Q: You and Mark Waid offered to do Superman awhile back, we've heard a few things about your ideas (Metallo: The Man with the Red Kryptonite Heart), what else were you planning for the Man of Steel? Is there any chance that we might see your ideas in an elseworlds story someday?
A: Probably not - unless someone else writes it. I'd love to tell you all the cool stuff we had in our proposal but we don't want people to read it and stripmine it for ideas, as has happened in the past.
Q: Will we ever see Solaris again?
A: I hope so but I have no control over that. He was scheduled to return if Mark (Waid), Mark (Millar), Tom (Peyer) and I had been allowed to write the books but I have no idea what will happen with him now. People tend not to re-use the villains I've created for some reason.
Q: What can you tell us about the Marvel Knights, 'Marvel Boy' mini-series that you're doing with J. G. Jones?
A: It's my attempt to do a flagship character for Marvel. I'm also trying to get away from the nostalgic 'retro' style that's come to dominate comics recently so apart from the name and a conceptual tip of the hat to the work of Bill Everett, this is something completely fresh and forward-looking. It's like a punk arcade game with Atari Teenage Riot soundtrack and has the most dazzling J.G. Jones artwork you've ever seen. I'm having a great time on the book and I hope it will establish a few new trends for the start of the 21st Century.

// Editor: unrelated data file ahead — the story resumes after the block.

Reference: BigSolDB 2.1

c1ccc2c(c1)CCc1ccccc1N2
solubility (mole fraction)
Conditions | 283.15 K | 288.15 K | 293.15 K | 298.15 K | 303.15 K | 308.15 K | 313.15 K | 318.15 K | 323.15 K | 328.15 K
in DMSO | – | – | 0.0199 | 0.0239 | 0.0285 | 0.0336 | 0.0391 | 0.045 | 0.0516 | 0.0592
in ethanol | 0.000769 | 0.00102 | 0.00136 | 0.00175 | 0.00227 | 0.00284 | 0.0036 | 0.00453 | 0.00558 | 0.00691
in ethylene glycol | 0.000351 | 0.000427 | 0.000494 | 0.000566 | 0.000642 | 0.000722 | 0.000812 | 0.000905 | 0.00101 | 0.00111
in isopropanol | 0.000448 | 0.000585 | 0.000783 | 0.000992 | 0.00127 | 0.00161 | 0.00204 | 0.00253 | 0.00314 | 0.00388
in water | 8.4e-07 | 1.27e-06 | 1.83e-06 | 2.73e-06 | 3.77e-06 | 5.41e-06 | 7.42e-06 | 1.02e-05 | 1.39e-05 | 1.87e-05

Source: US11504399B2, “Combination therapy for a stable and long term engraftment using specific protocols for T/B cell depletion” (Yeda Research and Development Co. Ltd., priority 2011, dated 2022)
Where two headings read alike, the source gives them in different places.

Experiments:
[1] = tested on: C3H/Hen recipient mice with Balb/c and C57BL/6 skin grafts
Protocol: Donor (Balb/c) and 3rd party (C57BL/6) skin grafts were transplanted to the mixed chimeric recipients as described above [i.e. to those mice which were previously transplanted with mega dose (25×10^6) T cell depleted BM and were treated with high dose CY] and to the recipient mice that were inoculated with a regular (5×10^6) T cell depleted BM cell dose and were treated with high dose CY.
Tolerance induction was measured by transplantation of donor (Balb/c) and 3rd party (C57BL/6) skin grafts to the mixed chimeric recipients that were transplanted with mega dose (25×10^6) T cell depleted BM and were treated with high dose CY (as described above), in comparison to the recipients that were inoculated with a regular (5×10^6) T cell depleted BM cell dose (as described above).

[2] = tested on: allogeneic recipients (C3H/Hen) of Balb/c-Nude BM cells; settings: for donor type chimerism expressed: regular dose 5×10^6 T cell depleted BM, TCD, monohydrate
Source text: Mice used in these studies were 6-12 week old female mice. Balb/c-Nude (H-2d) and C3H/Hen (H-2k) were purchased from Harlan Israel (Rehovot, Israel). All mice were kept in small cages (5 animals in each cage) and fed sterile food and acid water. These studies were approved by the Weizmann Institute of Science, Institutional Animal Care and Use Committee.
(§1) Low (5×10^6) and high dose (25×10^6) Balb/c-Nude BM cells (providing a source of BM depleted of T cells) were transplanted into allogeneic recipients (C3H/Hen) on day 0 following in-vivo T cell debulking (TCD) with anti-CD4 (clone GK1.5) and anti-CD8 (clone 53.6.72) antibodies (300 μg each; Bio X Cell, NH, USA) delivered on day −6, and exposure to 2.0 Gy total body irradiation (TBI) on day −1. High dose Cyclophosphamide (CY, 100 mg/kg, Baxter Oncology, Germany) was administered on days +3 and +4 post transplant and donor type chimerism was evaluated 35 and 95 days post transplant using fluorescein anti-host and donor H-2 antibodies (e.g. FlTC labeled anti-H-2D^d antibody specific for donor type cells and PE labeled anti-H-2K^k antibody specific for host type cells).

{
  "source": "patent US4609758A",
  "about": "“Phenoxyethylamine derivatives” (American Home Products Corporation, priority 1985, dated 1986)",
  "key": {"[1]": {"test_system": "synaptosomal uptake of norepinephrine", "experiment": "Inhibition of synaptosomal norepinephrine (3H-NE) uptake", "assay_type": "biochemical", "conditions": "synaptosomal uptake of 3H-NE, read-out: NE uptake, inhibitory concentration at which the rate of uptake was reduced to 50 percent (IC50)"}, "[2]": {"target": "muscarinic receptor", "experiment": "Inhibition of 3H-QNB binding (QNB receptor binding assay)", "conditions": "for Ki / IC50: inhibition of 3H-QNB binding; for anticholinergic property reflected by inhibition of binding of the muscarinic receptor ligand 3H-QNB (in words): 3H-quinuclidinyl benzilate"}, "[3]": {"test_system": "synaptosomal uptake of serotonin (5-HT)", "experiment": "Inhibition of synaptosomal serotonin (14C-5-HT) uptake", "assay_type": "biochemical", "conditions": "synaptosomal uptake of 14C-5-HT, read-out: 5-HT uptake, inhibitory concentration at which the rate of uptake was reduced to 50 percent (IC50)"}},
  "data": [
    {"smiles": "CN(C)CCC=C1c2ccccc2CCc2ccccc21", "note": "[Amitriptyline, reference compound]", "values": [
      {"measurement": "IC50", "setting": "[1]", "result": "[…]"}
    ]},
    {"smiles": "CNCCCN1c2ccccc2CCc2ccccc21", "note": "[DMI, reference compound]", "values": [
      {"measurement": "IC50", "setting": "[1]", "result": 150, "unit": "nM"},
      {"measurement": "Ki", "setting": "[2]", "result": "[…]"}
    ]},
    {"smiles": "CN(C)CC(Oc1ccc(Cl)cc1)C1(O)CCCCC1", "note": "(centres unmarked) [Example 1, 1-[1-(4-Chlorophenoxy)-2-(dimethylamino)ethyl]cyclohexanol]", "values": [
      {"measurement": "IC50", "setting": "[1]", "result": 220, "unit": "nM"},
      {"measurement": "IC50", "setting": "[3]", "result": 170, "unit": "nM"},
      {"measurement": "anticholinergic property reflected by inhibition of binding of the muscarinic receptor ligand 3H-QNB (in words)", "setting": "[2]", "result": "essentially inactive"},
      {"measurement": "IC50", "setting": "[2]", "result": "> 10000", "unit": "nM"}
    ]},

Q: Any reason why there are so many Aztec references in your work?
A: I've always been very interested in mythology and magic and was reading a lot of stuff on Aztec and Mayan culture for the Invisibles. That bled over into the creation of the Aztek character.
Q: Any chance of any more Animal Man?
A: He plays a big role in the final JLA story but that's about it.
Q: Any plans for more "Invisibles" after this current series?
A: No. The story is completed in the final issue. The TV series may still have legs so if that happens I'll rethink it for television.